Q: Finally, who do you read to reenergize your own work? What particular works can’t you help but return to?

A: Other than the people I mentioned above, really it is impossible to list as it is expanding all the time—not to be facetious, but it would just have to be pictures of my bookshelves! I will say, too, that I go in & out of consciousness of this, but in terms of energy & return & just all over my work, I have always been--or also always returning to--my immediate family. In such wonderful de/generative ways, both my parents can really twist some language up!

Monday, July 15, 2019

Touch the Donkey : twenty-second issue,

The twenty-second issue is now available, with new poems by Julia Drescher, Biswamit Dwibedy, Aja Couchois Duncan, José Felipe Alvergue, Roxanna Bennett, Conyer Clayton and Emily Izsak.

Eight dollars (includes shipping). You haven’t found me work in 12 years.

Wednesday, July 3, 2019

TtD supplement #137 : seven questions for Michael Cavuto

Michael Cavuto is a poet living in Queens. His first book, Country Poems, will be published in early 2020 with Knife Fork Books in Toronto. With Dale Smith & Hoa Nguyen, he edits the Slow Poetry in America Newsletter.

His poem “PYRE II” appears in the twenty-first issue of Touch the Donkey. His poem “PYRE III” is scheduled to appear in the twenty-third issue of Touch the Donkey.

Q: Tell me about the poems “PYRE II” and “PYRE III.”

Pyre III is a poem that does and does not yet exist. When I started writing the Pyre poems two years ago, it was in the space of a very important poet’s passing, and I was taken up with the poem’s particular capacity for remembering – so in that way, the first Pyre poem was a kind of elegy. In writing through an experience of poetic memory, I engage with a distinct kind of time unique to poetry.

In the poem there is a different time, but it does not come into confrontation with lived experience as contrary to ordinary time. Rather, the poem enfolds time & the past and passing are held in its moment. Change becomes the poem’s capacity for remembering.

Since beginning to write these Pyre poems, I’ve given them over to what seems to me to be a kind of reverent patience. In finding memory to be the force of these poems, I’ve come to understand their movement as an ellipsis, as something that stretches out from absence in the shape of return.

So, perhaps to be more direct, since beginning to write these Pyre poems, I have returned to them each year, one year after the previous poem was written, to experience the poem again as a remembrance, and to record a new memory as I find it there, written only from elements in the original poem. Pyre III will be written in March, and I’m sure that I’ll find these poems quite changed from a year ago, from two years ago.

I began these poems as one would stacking rocks for the dead, and I return to them each year to witness their change.

& now I’m thinking of this as a kind of completeness that poetic memory offers to lived experience
& earlier tonight I heard Will Alexander read and he said the poem must exist in total reality, &
then following him, Cecilia Vicuña :
                                                                          & now we’re aware that everything is going away

The Pyre poems are a record of loss held, of total change as presence. These stones stacked for the dead cling to life as it goes on living.

now I think of Paul Metcalf, in Genoa, of ancient signs of passing time:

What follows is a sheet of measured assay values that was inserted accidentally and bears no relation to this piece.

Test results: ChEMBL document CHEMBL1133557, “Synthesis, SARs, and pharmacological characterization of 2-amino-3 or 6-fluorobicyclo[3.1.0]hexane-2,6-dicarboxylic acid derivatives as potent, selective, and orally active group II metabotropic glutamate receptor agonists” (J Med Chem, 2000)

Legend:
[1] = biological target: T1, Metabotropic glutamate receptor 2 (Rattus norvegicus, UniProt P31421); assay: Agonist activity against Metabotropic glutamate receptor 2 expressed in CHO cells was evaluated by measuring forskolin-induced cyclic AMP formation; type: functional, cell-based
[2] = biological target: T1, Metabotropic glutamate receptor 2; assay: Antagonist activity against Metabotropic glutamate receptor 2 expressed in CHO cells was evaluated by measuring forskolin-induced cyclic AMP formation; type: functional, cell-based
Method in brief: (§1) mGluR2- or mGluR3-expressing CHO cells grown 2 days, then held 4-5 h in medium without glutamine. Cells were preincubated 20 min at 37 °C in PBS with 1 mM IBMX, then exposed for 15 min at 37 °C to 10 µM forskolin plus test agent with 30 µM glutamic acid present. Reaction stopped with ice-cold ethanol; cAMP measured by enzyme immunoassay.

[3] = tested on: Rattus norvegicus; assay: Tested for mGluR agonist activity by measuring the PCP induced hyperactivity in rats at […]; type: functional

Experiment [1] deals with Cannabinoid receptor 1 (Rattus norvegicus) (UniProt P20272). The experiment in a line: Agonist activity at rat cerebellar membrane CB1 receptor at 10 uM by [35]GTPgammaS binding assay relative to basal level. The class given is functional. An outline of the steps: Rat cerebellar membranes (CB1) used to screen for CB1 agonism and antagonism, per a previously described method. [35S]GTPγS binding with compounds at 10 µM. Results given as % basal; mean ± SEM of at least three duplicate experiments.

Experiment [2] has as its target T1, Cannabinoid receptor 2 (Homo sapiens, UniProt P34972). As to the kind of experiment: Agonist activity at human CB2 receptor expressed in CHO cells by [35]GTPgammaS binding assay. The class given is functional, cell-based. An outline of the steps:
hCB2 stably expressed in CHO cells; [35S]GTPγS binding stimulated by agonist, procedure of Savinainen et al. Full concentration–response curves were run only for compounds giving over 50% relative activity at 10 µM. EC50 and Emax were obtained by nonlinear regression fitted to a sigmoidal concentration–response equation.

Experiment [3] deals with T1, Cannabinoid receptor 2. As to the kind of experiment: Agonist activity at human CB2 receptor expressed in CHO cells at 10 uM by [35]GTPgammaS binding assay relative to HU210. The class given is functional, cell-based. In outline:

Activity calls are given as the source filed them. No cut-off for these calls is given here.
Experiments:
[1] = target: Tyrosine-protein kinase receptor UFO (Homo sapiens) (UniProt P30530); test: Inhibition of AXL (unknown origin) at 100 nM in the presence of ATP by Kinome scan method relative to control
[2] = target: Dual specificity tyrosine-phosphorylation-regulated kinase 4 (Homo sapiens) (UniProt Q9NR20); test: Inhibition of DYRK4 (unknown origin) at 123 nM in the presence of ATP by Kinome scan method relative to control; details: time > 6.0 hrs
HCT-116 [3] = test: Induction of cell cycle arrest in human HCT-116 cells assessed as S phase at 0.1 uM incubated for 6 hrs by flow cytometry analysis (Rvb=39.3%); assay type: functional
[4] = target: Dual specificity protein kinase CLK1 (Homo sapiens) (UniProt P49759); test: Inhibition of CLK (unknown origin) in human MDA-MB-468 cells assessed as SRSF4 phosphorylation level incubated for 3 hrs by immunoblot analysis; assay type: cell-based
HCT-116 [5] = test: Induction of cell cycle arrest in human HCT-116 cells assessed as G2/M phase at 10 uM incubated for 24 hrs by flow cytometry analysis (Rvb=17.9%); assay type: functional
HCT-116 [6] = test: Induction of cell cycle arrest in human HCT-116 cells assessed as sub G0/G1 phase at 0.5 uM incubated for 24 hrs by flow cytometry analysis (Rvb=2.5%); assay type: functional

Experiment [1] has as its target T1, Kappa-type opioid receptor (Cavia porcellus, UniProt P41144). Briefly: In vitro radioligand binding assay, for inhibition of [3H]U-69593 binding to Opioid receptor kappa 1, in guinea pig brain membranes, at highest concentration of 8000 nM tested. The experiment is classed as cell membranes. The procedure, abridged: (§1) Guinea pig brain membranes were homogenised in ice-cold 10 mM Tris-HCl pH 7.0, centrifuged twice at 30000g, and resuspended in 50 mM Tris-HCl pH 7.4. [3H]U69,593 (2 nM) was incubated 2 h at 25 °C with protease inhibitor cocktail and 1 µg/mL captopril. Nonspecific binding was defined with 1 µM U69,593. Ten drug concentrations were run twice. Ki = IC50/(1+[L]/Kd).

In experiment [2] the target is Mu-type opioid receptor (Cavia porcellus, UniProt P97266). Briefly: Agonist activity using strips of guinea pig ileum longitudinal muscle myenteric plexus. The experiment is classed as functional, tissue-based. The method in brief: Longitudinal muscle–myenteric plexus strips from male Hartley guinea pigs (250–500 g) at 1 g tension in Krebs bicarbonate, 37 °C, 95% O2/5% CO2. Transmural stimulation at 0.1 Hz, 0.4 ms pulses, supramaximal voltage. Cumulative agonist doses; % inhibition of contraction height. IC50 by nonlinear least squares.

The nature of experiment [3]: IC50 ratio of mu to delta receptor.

and there was Sargasso weed, rumored to trap ships as in a web … detritus, perhaps, of Atlantis …

Q: How do these poems compare to some of the other work you’ve been doing lately?


All of my poems exist in sequences, so compositionally the Pyre poems (which will comprise Pyre I ¬– X) relate to the other poems I’ve been writing for the past five or so years. This way poems are always imperfect and incomplete, moving outside of the boundaries of a single poem and in larger resonance with other perceptions. But the Pyre poems are exaggerated across time, tracing the contours of memory as they push out on present experience.

In these poems, too, I continue what I’ve found essential in my writing, to take in no obscured way other poets as my guides, and to follow this hearing as the attentive force of the poem.

Q: What is it about the sequence that appeals? What do you feel you can accomplish through a structure that might not be possible otherwise?


Writing in sequences acts as a detour around some of the more ordinary limitations of the poem – such as completeness. It’s a matter of finding and mixing sources as a way of locating myself, which sequences seem to do inherently through their constellating of many instances at once. Like daily life, sequences are made of fragmentary and divergent gleanings.

The sequence is an alchemical process of accumulation insofar as reading and writing across the poems is transformational. Poems, words, and images change as they come into relation with each other, and new vocabularies emerge. In this way, the structure of the sequence is always in flux. Sequences seem to ask the very question of poetic movement, of the utterance in a continued state of extension and refiguration, insisting on silent boundaries as porous thresholds. 

Q: What influences have brought you to the ways in which you approach writing? What writers and/or works have changed the way you think of your work?

A: Far and beyond, in an incommensurable, entirely incommunicable way, Dale Smith and Hoa Nguyen have been my most important guides, as well as two friends I love deeply and whose works and lives as poets I couldn’t be more committed to. When I moved to Toronto at 20, JenMarie Macdonald told me to get in touch with them. We connected quickly over shared admirations: Baraka, Niedecker, Whalen, Bernadette Mayer – our shared interests in community-making through poetry. At a certain point, I was going for near-weekly dinners at their house in the Danforth, and we’d stay up late talking poetry, music, gossip. Our Slow Poetry in American Newsletter came out of those conversations.